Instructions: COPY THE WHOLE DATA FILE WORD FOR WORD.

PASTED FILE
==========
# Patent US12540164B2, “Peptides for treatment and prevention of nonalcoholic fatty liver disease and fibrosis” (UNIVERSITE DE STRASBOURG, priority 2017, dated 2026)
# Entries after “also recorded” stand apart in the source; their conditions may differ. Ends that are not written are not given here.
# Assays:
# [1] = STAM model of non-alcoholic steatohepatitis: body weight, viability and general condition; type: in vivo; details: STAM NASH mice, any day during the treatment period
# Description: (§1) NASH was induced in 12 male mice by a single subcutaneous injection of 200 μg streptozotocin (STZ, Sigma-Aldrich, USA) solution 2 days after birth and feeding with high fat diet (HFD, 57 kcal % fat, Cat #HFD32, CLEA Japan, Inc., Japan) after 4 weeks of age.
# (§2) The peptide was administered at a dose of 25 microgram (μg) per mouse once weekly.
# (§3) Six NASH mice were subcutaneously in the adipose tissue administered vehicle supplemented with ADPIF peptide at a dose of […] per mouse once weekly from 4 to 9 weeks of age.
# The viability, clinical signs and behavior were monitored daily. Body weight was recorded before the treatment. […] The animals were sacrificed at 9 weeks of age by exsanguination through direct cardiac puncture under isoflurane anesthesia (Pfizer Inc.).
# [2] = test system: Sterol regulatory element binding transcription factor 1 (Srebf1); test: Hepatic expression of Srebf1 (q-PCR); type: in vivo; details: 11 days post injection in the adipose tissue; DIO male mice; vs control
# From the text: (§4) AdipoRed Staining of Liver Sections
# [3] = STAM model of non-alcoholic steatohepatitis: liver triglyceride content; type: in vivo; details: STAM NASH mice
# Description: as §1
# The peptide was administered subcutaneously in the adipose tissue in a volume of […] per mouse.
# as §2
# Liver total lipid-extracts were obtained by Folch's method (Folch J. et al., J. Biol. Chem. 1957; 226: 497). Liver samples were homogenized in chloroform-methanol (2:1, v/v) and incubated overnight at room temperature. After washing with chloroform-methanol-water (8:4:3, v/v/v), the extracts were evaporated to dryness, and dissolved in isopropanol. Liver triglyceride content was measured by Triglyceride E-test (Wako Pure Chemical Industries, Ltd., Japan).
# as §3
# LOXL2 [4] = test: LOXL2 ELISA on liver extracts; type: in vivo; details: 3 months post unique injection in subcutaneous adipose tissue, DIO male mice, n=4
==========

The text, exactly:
# Patent US12540164B2, “Peptides for treatment and prevention of nonalcoholic fatty liver disease and fibrosis” (UNIVERSITE DE STRASBOURG, priority 2017, dated 2026)
# Entries after “also recorded” stand apart in the source; their conditions may differ. Ends that are not written are not given here.
# Assays:
# [1] = STAM model of non-alcoholic steatohepatitis: body weight, viability and general condition; type: in vivo; details: STAM NASH mice, any day during the treatment period
# Description: (§1) NASH was induced in 12 male mice by a single subcutaneous injection of 200 μg streptozotocin (STZ, Sigma-Aldrich, USA) solution 2 days after birth and feeding with high fat diet (HFD, 57 kcal % fat, Cat #HFD32, CLEA Japan, Inc., Japan) after 4 weeks of age.
# (§2) The peptide was administered at a dose of 25 microgram (μg) per mouse once weekly.
# (§3) Six NASH mice were subcutaneously in the adipose tissue administered vehicle supplemented with ADPIF peptide at a dose of […] per mouse once weekly from 4 to 9 weeks of age.
# The viability, clinical signs and behavior were monitored daily. Body weight was recorded before the treatment. […] The animals were sacrificed at 9 weeks of age by exsanguination through direct cardiac puncture under isoflurane anesthesia (Pfizer Inc.).
# [2] = test system: Sterol regulatory element binding transcription factor 1 (Srebf1); test: Hepatic expression of Srebf1 (q-PCR); type: in vivo; details: 11 days post injection in the adipose tissue; DIO male mice; vs control
# From the text: (§4) AdipoRed Staining of Liver Sections
# [3] = STAM model of non-alcoholic steatohepatitis: liver triglyceride content; type: in vivo; details: STAM NASH mice
# Description: as §1
# The peptide was administered subcutaneously in the adipose tissue in a volume of […] per mouse.
# as §2
# Liver total lipid-extracts were obtained by Folch's method (Folch J. et al., J. Biol. Chem. 1957; 226: 497). Liver samples were homogenized in chloroform-methanol (2:1, v/v) and incubated overnight at room temperature. After washing with chloroform-methanol-water (8:4:3, v/v/v), the extracts were evaporated to dryness, and dissolved in isopropanol. Liver triglyceride content was measured by Triglyceride E-test (Wako Pure Chemical Industries, Ltd., Japan).
# as §3
# LOXL2 [4] = test: LOXL2 ELISA on liver extracts; type: in vivo; details: 3 months post unique injection in subcutaneous adipose tissue, DIO male mice, n=4